Thursday, January 20, 2011

December sales surge gives housing industry hope for 2011

Sometimes I find it difficult to keep up with all the up and down news about the housing market. One day it is very depressing, and the next day its super optimistic. But if you read between the lines, and not concentrate on the head lines so much, a clearer picture starts to emerge.

2009 and 2010 were abysmal years for the housing market, however, as more and more data come out, we are starting to see a trend. While median prices are still falling by a few percent overall, locally, many things are starting to change. It is evident from the my last post on the Market Conditions Report. House and Condo prices fell, yet we closed more transactions and had less days on market than the year before.

I guess my point is that regardless of what you hear nationally, there is always some differences in the local market. So please ask away! I am hear to answer your questions about our local market.

This next article does give some hope. It explains how bad 2009 and 2010 were, but certain key indicators are telling us that 2011 and beyond have a glimmer of hope. The most telling is the second graph below, which shows the sales of existing single family homes. As you can see, the increase from July of 2010 until now has steadily been increasing. That trend should continue as long as interest rates stay under 5% and the amount of foreclosures and short sales stays consistent.

By Julie Schmidt

The housing industry is poised to gain strength this year after coming off one of its worst years ever in 2010, economic forecasts and new data show.

Among the causes for optimism:

• In December buyers snapped up existing homes at a seasonally adjusted annual rate of 5.28 million units, an increase of 12.8% from November and the strongest sales pace since last May, the National Association of Realtors said Thursday.

• Building permits for new single-family homes rose 5.5% last month, third monthly increase and strongest showing since March, the Commerce Department said Wednesday.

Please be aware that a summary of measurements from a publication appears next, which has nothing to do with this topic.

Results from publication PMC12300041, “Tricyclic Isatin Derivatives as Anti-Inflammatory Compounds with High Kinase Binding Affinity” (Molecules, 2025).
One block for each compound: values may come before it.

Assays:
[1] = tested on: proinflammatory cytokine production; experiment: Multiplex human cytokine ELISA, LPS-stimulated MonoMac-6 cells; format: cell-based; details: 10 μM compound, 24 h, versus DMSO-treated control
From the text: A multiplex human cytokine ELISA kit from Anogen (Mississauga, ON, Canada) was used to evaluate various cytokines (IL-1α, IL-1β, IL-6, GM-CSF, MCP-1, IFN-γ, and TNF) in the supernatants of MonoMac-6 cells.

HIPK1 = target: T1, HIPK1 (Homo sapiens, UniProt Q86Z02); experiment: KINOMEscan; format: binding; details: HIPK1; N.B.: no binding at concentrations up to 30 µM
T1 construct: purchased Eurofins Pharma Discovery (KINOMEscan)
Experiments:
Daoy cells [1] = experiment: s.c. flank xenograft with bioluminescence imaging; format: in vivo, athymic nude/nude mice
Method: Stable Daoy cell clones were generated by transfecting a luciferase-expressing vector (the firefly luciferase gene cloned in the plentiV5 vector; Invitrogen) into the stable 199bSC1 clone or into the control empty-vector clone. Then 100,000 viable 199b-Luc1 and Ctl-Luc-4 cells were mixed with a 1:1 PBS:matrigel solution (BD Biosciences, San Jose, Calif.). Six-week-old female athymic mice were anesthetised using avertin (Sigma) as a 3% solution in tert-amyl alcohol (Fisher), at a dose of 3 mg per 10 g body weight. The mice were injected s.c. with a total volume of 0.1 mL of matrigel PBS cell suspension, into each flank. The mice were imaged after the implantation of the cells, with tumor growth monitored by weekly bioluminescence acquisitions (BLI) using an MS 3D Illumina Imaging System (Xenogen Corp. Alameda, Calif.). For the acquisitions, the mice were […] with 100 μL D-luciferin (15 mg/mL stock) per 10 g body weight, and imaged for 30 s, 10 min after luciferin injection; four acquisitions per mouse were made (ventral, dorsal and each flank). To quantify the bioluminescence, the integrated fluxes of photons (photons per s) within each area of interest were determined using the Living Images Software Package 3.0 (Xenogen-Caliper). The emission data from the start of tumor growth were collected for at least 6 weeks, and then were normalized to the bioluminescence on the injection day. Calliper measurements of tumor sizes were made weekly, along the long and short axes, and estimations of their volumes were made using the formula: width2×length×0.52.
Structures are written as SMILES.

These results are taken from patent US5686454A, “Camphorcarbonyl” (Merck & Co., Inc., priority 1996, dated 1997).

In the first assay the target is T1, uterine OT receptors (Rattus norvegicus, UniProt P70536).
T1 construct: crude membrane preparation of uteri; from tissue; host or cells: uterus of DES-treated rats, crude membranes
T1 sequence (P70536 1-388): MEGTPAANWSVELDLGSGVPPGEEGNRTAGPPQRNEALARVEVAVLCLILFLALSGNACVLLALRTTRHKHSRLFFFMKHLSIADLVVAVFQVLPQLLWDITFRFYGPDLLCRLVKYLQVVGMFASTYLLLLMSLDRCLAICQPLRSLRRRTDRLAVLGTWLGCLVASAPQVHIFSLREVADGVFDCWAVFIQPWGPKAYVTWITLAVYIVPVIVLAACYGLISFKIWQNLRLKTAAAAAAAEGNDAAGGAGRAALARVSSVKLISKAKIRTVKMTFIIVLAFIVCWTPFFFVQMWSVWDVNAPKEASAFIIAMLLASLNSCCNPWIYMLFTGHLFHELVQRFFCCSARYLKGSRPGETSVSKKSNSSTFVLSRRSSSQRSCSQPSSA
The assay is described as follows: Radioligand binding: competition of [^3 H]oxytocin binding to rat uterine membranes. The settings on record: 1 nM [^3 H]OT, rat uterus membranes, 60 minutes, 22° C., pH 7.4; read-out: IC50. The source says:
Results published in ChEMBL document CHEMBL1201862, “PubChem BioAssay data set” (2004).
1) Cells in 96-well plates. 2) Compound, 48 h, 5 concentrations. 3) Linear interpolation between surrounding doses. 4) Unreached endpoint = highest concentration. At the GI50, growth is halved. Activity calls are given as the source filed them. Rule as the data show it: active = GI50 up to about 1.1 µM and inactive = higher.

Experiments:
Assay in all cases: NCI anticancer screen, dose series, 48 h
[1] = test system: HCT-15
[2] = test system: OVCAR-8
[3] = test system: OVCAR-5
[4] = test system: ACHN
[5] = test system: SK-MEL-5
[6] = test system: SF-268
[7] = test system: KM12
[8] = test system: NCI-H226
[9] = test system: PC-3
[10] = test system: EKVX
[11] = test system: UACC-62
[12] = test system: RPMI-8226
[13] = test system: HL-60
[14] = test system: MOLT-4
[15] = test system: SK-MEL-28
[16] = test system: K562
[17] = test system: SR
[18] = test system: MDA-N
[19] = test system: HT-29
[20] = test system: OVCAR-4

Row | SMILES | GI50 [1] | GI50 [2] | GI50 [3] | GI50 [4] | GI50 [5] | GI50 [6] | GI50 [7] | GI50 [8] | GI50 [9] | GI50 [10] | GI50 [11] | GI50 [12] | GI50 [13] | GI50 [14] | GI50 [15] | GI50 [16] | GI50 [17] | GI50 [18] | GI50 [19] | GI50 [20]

That sets the stage for more home construction later this year as the economy improves, says Celia Chen, economist at Moody's Analytics.
"The trend is up," Chen says.
But it'll be a long slog.

• For December, the inventory of unsold homes stood at an 8.1 months' supply, the Realtors group says, down from 9.5 months in November. That represents the amount of time it would take to sell the remaining supply of homes on the market at the December sales pace. A normal supply is six months.

• The Realtors group said existing home sales last year dropped 4.8% to 4.91 million units, lowest level in 13 years.

• The previous two years have been the worst on record for home builders in at least 50 years.

• Nationwide, home prices are down almost 30% from their 2006 peak.

• A new USA TODAY survey of 44 top economists finds that 48% say average home prices will hit bottom sometime this year; 27% say it'll take longer.

The housing market recovery "will be two baby steps forward and one backward," says Joel Naroff, chief economist at Naroff Economic Advisors.

IHS Global Insight economist Patrick Newport says December's building permit numbers indicate that housing construction "may be set to grow again." But some of December's jump may have been driven by builders trying to get permits ahead of 2011 building code changes in California, New York and Pennsylvania, the Commerce Department said.

Newport also cautions that home-building numbers "are still really awful." Housing starts, for example, fell 4.3% in December as cold weather and snow delayed construction. But Newport says other factors will continue to depress housing starts.

Those include low prices on foreclosed homes, which makes it hard for builders to turn a profit on new homes, and tight financing for home builders and buyers. What's more, the recession sharply reduced the rate of household formation, which means more families are doubling up in homes vs. each getting their own, Newport says.

Moody's doesn't see home construction getting back to historically normal levels until at least 2012, Chen says. USA TODAY's economist survey indicates that 669,000 new-home starts are likely this year, up 15% from 2010.

The key is job creation, says Lawrence Yun, chief economist with the National Association of Realtors. When more people are working, and earning more, home buying increases. IHS expects the economy to add 2.5 million jobs this year and 2.7 million next year.

"The (housing) market appears to have hit bottom, and now we're trying to get back to normal," Yun says.

Even historically low mortgage rates have done little to boost the sales.

The average rate on a 30-year fixed mortgage rose to 4.74% this week from 4.71% the previous week, Freddie Mac said Thursday. The average rate on the 15-year loan, a popular refinance option, slipped to 4.05% from 4.08%.

The 30-year loan rate reached a 40-year low of 4.17% in November, and the 15-year mortgage rate fell to 3.57%, the lowest level on records dating back to 1991.

The median price for a home sold in December was $168,800, down 1% from a year ago.

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